Before heading to the Netherlands, I knew absolutely nothing about Dutch food. There’s not very much written about it and I actually had never given much thought as to what they’d eat there.
Since leaving the Netherlands, all I want to eat is Dutch food.
I was quite surprised to find that their most of their food was light and healthy– at least when compared to some of the other countries we went to. (Goulash everyday anyone?) It was all about the fresh markets, daily squeezed fruit juices and perfect looking produce.
We noticed if anything was unhealthy, it generally came in small, bite-sized portions that you could share, which was perfect.
So if you’re heading to the Netherlands and have no idea what to eat, here are 8 must-try Dutch foods:
These treats look like tiny pancakes, but I assure you, they’re amazing. Made from flour and buckwheat, these are softer and fluffier than pancakes anywhere else. You get a stack of them per one order and you can also choose from a variety of toppings. The most common topping is powdered sugar, but they also have syrups, chocolate sauce and even Grand Mariner for those looking for a little extra kick.
2. Hollandse Nieuwe
Hollandse Nieuwe (Beth Williams, BesuDesu Abroad)
A type of soused herring, this snack can only be enjoyed in the early summer months (but don’t worry, normal soused herring can be enjoyed all year-round) when the herring is still considered young. This raw fished is typically enjoyed with freshly chopped onions and a pickle. I know it might not sound that appetizing but don’t knock it until you knock one back. The best way to eat this snack is by tilting your head back, and dropping the fish by its tail into your mouth!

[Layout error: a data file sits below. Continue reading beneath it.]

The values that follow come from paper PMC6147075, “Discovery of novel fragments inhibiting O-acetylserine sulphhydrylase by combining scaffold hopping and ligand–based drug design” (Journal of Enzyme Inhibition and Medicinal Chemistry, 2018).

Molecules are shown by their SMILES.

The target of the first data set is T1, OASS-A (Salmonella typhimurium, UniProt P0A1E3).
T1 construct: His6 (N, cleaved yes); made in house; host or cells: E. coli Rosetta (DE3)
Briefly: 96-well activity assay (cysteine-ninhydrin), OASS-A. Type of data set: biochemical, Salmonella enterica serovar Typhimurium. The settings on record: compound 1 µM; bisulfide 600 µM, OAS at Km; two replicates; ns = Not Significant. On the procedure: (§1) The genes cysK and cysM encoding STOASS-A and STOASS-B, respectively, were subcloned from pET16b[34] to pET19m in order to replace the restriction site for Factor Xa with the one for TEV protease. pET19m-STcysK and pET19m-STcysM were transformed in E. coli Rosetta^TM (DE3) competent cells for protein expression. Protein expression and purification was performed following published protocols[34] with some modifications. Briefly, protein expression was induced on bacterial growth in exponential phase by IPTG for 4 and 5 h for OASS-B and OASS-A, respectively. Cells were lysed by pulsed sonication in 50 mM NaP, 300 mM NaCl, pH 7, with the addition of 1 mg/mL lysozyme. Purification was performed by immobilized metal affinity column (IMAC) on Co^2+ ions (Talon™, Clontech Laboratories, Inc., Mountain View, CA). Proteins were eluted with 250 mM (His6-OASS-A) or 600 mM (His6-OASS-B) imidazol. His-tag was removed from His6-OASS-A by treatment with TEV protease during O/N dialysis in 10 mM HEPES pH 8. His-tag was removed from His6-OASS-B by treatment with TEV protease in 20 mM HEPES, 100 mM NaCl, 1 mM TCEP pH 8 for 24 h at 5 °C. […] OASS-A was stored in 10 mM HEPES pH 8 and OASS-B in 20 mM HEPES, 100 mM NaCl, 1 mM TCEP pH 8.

Imagine taking two massively thin, yet crispy, waffles and gluing them together with a warm caramel-y syrup– that’s a stroopwafel. These are sold everywhere, including packaged versions at grocery stores, but they’re best when eaten warm and gooey from a street vendor. They’re so huge they’re perfect to share, as I had a hard time finishing one of my own.
4. Vlaamse Frite
Forget french fries, and go for ‘Dutch fries’ instead. If there was one snack we saw being sold all across the country that people of all ages couldn’t seem it get enough of, it would be fries. Made fresh in front of you, these fries were perfectly crispy on the outside, yet warm and potato-y on the inside. The most common way to eat them is called patatje oorlog, which entails a drowned mess of peanut sauce, mayo and chopped onions, but if you’re not a big fan, getting them simply with ketchup is just as satisfying.
Bitterballen (Beth Williams, BesuDesu Abroad)
A savoury snack, this is the Dutch version of croquettes. Filled with a creamy meat-ragout, these deep fried balls of goodness are sold at almost any bar or cafe and paired with a mild mustard sauce for dipping. Despite the name, these balls are not at all bitter, but rather they used to be served with bitters– although nowadays they seem to go just as well with a beer instead.
Appeltaart (Beth Williams, BesuDesu Abroad)
One of my personal favorites, this treat is especially addicting. I’m not exactly sure what to call this dessert, as it’s somewhere between a cake and a pie, and I’m not a huge fan of either of those things, but this dessert is magical. With really fresh apples and cinnamon, it’s easy to eat a whole slice yourself even though servings are huge. We tried many shops throughout the Netherlands, but our favorite had to be Winkel in Amsterdam.
7. Kip Satay
Due to their previous relations, Indonesian flavor has snuck into many common Dutch dishes. You’ll find plenty of Indonesian restaurants around town, but one of the most popular snacks is a type of satay, which is just sold on the street. Like normal satay, you’ll be given a choice to try many toppings, but the traditional peanut sauce is a must!
Dutch cheese (Beth Williams, BesuDesu Abroad)
The Dutch are famous for many types of cheeses like Gouda and Edam, so when in the Netherlands, be sure to get your fix. You’ll find it being sold at any market, but many shops will even offer tastings where you can try unique combinations like pesto cheese or almond cheese. I recommend going for a variety that you’ve never heard of, and you might just be surprised.